The renminbi (Rmb) has become the second most widely-used currency globally for trade finance, according to Swift.

The e-invoicing company released data which shows that, this month, the Rmb overtook the euro, the market share of which dropped from 7.87% in January 2012 to 6.64% in October 2013. The Rmb now holds a market share of 8.66% compared with 81.08% for the US.

However, “[The figures] are not telling us anything about the use of the Rmb paying for exports and imports. The Rmb is second only in terms of trade finance which is a very specific subset of overall trade activities,” Mark Williams, chief Asia economist with Capital Economics explains to GTR.

Separate figures released by Swift show that the Rmb remained the 12th most frequently-used currency in the world for exports and imports payments.

Activity for export payments decreased slightly in October, with the share of total value dropping to 0.84% compared to 0.86% in September 2013, sitting behind the dollar, euro, pound, yen and the Hong Kong dollar.

“Trade financing is very popular in China because it is a means by which companies can access credit, which otherwise they would struggle to get,” adds Williams.

Overall, since the internationalisation process was started by the Beijing government in 2009, use of the Rmb has grown.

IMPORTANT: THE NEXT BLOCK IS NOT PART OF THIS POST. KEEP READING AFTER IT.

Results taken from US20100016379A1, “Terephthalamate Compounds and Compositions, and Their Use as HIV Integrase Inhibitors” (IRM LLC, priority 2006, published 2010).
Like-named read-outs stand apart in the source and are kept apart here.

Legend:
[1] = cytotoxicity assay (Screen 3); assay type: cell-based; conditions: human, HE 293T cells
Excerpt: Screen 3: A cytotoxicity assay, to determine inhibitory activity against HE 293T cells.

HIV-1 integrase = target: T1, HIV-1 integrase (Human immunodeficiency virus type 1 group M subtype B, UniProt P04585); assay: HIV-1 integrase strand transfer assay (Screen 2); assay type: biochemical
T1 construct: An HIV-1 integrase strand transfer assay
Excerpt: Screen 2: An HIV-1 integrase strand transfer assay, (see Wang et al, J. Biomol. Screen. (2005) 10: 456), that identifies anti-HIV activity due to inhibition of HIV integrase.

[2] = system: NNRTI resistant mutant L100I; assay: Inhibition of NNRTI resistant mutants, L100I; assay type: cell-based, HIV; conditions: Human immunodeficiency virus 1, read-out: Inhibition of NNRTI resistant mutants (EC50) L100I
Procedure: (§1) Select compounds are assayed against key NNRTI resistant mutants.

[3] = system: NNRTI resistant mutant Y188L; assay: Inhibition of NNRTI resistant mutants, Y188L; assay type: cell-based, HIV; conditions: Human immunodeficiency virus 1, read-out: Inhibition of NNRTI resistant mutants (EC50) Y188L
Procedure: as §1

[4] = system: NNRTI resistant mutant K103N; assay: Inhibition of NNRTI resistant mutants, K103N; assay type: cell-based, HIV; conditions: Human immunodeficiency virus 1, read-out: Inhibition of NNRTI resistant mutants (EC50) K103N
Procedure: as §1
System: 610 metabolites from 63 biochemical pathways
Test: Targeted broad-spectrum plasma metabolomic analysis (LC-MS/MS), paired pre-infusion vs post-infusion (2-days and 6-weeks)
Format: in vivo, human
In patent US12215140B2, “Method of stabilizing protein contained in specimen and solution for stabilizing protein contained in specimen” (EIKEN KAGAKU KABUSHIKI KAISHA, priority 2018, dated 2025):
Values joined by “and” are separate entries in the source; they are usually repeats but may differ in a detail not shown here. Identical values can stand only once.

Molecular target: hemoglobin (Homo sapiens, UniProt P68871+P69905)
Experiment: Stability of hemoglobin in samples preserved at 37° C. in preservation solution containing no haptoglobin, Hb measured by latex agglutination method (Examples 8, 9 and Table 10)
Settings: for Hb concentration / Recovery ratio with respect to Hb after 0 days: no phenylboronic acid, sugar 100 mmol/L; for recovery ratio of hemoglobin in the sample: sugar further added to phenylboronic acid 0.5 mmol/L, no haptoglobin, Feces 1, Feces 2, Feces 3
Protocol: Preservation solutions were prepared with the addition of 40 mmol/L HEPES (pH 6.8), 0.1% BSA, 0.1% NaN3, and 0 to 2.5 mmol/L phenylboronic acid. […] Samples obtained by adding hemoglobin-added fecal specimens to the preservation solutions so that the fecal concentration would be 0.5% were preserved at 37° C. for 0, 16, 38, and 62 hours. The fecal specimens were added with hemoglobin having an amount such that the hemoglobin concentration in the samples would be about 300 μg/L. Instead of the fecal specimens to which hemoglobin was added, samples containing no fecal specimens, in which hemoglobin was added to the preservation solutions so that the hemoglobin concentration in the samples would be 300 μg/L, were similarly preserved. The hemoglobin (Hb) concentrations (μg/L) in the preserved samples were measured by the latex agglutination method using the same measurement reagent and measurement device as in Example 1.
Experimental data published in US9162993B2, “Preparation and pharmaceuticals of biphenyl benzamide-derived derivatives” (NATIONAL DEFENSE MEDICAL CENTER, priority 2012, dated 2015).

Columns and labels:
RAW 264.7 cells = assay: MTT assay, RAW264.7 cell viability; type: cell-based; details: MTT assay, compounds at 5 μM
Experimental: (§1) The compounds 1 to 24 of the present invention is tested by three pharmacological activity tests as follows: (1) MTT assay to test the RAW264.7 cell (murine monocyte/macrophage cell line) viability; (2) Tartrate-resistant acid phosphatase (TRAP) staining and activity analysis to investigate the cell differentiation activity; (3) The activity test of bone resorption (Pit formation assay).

“The significance of the Rmb in trade is undoubtedly growing and is only going to increase in pace. In the next five years we expect it to be fully convertible and have forecast that over half of China’s trade with emerging markets will be settled in Rmb in that time,” says Noel Quinn, regional head of commercial banking for HSBC Asia Pacific.

Some of this growth has been through currency speculation rather than solely trade flows, but the use of the renminbi has grown, rising from 20th place to 12th place in Swift’s payments for exports and imports rankings in the last two years alone.

China and Hong Kong account for 80% of total Rmb sent and received, Singapore for 12%, Germany and Australia 2% each with the remaining 4% accounted for by other countries.

“The vast majority of businesses outside of Greater China still haven’t taken full advantage of the Rmb for cross-border transactions. As the internationalisation of the currency gathers pace, businesses must start preparing to unlock the potential of the Rmb in international trade,” adds Quinn.

Jay Bryson, global economist with Wells Fargo, agrees, telling GTR: “My sense would be that [the growth of the renminbi] is being driven more on the Chinese side … If you’re a Chinese company it’s nice to be able to settle trades in your own currency rather than having to be exposed to foreign exchange risk.”

Despite this, many market participants continue to be positive about the renminbi use for trade in the future. Arthur Zou, country executive for China at Abn Amro: “I strongly believe that the popularity will continue. However, it will take some time before such popularity can spread to non-LC or non-China related trade.”

Bryson agrees: “With everything we hear the government laying out we’ll definitely see more internationalisation as we go forward. I don’t expect it to change dramatically over night … Five years from now, I think it will be much more of an international currency then it is today.”